I can’t remember when I stopped reading Wired Magazine. At its best, it was a heady brew of technoeuphoria, exploration of new ideas sparked by new technology, tasty tech and media tips, and gizmo ad porn.
Wired does publish some excellent work. These days, the good articles already make their way to the link inbox via blogging. External links are a better way to find those good articles than separating the glossy ad pages. The tips about gadgets and games and tech stuff can all be found sooner by blog.
This isn’t about the net killing magazines. It’s about the need to have a better product. If the issue had five or ten strong articles instead of two or three, Wired would have a regular reader.
This Ars Technica piece makes the argument about the ineffectiveness of mass surveillance at catching terrorists.
Just imagine, for a moment, that 0.1% of all the calls that go through this system score hits. Now let’s suppose the system processes 2 million calls a day. That’s still 2,000 calls a day that the feds will want to eavesdrop on
Investigate by all means, but before investigating the homes of US citizens, get a warrant.
There’s a lot of speculation that the warrantless spying authorized by the Bush administration is using some kind of TIA-like, Echelon-like massive data gathering and data mining operation.
That’s why the administration couldn’t get FISA warrants. If that’s what they’re doing, it’s arguably a bad idea even if it was legal (which right now it pretty clearly isn’t).
You can get warrants if you are spying on one, or five, or twenty people. You can’t get warrants if you are spying on 100,000 people, or 1 million people.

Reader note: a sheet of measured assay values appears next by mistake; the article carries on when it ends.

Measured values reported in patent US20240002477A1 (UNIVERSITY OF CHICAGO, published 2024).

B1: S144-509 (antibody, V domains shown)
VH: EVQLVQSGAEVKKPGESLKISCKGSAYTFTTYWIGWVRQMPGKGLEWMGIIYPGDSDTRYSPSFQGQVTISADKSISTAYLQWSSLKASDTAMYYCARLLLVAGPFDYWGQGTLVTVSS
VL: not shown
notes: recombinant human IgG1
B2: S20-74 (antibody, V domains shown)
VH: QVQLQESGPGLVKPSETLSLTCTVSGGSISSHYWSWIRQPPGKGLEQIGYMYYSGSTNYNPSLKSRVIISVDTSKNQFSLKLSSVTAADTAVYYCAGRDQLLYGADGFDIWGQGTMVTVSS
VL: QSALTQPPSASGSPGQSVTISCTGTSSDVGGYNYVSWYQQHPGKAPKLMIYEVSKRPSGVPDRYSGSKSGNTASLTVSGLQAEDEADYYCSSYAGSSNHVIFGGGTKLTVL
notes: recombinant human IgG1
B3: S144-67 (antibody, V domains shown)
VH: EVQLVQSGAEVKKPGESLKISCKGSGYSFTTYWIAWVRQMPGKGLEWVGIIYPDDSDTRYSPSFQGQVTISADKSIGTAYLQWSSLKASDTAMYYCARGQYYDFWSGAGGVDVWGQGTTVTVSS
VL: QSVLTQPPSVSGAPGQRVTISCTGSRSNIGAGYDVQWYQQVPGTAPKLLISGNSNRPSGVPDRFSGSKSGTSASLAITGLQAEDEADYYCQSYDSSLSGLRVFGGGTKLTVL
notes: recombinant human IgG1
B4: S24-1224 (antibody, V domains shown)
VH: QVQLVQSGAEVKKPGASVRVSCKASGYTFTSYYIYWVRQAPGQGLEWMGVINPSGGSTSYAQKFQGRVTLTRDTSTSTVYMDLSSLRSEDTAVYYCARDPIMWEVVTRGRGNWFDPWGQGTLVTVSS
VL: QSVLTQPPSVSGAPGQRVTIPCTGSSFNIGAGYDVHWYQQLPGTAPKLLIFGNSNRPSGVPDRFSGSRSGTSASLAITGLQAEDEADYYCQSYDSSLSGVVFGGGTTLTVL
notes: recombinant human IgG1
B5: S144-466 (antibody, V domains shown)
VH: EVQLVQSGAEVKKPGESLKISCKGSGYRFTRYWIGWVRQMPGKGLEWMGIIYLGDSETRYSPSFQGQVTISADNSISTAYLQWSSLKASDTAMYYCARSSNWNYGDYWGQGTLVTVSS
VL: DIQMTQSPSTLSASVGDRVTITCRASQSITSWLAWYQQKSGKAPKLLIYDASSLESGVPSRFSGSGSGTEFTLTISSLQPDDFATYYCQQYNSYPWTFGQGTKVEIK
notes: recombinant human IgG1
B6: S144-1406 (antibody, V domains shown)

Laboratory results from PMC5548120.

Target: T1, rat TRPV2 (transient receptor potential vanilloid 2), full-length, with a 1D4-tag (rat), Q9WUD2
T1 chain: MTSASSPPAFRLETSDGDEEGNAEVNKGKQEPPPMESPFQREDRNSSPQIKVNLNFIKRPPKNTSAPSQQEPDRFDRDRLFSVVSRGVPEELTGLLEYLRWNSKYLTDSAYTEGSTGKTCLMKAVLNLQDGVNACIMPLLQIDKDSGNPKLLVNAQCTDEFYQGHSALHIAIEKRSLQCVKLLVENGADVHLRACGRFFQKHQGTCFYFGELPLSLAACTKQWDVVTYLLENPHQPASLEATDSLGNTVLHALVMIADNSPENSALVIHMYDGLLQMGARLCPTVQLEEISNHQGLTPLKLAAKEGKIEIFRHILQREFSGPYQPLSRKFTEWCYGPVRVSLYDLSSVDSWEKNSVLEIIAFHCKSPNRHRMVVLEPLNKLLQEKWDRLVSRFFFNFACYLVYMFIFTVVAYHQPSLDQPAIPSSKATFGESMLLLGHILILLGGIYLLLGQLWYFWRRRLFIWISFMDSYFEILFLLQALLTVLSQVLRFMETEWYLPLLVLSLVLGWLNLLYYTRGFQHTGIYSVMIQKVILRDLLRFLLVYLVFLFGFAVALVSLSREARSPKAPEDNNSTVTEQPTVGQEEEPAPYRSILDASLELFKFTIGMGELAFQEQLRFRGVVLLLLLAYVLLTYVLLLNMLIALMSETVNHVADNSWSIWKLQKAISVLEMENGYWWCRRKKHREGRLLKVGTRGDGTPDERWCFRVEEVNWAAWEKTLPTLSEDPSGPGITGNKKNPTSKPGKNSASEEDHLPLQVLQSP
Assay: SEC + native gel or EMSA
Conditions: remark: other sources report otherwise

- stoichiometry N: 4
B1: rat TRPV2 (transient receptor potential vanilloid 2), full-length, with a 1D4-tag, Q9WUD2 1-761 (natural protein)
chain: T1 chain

It’s also why they couldn’t use the “after the fact” exemption in FISA. Under FISA, the government can start spying immediately, and ask for the warrant up to 72 hours later. But if you’ve amassed petabytes of data on millions of people, the analysts haven’t analyzed it all in 72 hours. Maybe they go back and look for a pattern months after the fact.
Even if it was legal, though, it would arguably be a bad idea. Bruce Schneier makes the best argument that data mining is in many cases less effective than traditional, lead-based investigative work.
When you’re looking for a needle in a haystack, data mining is bad math. It’s very different from the use of data mining to detect credit risk patterns. In the US, there are probably tens of millions of people who are iffy credit risks, and there are different probabilities of default. It’s reasonable to use math to assign a credit rating based on probability. And there’s a competitive market for credit. If an individual gets turned down by one provider, they might get credit from another. It’s not a binary thing.
But what about looking for terrorist sympathizers. Islamist terrorists in the US are rare. How many potential terrorists in the US are willing to kill innocent civilians — maybe 100, 200? Not that many. How big is their network of sympathizers and supports? Maybe a few thousand? By contrast, how many people are there who are news buffs, ordinary muslims, and ordinary, never-violent political activists? Many millions.